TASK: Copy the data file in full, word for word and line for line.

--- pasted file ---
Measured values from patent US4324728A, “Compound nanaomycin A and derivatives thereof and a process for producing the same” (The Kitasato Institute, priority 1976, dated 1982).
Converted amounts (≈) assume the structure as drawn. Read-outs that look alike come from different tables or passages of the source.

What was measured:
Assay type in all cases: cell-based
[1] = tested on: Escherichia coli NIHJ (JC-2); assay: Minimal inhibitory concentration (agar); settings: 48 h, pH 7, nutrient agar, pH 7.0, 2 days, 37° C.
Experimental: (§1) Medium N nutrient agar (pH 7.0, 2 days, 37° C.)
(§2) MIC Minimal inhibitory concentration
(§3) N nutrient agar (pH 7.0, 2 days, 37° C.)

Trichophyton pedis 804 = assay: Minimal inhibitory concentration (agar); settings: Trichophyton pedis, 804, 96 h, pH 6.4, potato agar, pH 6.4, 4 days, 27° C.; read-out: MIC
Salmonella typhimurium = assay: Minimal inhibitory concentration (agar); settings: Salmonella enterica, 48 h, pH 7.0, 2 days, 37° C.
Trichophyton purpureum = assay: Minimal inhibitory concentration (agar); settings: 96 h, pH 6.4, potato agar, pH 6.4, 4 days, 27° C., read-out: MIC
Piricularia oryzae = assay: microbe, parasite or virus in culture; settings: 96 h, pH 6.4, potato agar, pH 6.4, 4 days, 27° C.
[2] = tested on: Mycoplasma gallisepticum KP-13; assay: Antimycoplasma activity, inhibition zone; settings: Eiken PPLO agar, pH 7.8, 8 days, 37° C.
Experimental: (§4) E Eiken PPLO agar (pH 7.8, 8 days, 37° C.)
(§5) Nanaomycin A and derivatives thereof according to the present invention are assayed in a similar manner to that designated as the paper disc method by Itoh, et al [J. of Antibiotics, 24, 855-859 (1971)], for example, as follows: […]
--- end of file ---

Measured values from patent US4324728A, “Compound nanaomycin A and derivatives thereof and a process for producing the same” (The Kitasato Institute, priority 1976, dated 1982).
Converted amounts (≈) assume the structure as drawn. Read-outs that look alike come from different tables or passages of the source.

What was measured:
Assay type in all cases: cell-based
[1] = tested on: Escherichia coli NIHJ (JC-2); assay: Minimal inhibitory concentration (agar); settings: 48 h, pH 7, nutrient agar, pH 7.0, 2 days, 37° C.
Experimental: (§1) Medium N nutrient agar (pH 7.0, 2 days, 37° C.)
(§2) MIC Minimal inhibitory concentration
(§3) N nutrient agar (pH 7.0, 2 days, 37° C.)

Trichophyton pedis 804 = assay: Minimal inhibitory concentration (agar); settings: Trichophyton pedis, 804, 96 h, pH 6.4, potato agar, pH 6.4, 4 days, 27° C.; read-out: MIC
Salmonella typhimurium = assay: Minimal inhibitory concentration (agar); settings: Salmonella enterica, 48 h, pH 7.0, 2 days, 37° C.
Trichophyton purpureum = assay: Minimal inhibitory concentration (agar); settings: 96 h, pH 6.4, potato agar, pH 6.4, 4 days, 27° C., read-out: MIC
Piricularia oryzae = assay: microbe, parasite or virus in culture; settings: 96 h, pH 6.4, potato agar, pH 6.4, 4 days, 27° C.
[2] = tested on: Mycoplasma gallisepticum KP-13; assay: Antimycoplasma activity, inhibition zone; settings: Eiken PPLO agar, pH 7.8, 8 days, 37° C.
Experimental: (§4) E Eiken PPLO agar (pH 7.8, 8 days, 37° C.)
(§5) Nanaomycin A and derivatives thereof according to the present invention are assayed in a similar manner to that designated as the paper disc method by Itoh, et al [J. of Antibiotics, 24, 855-859 (1971)], for example, as follows: […]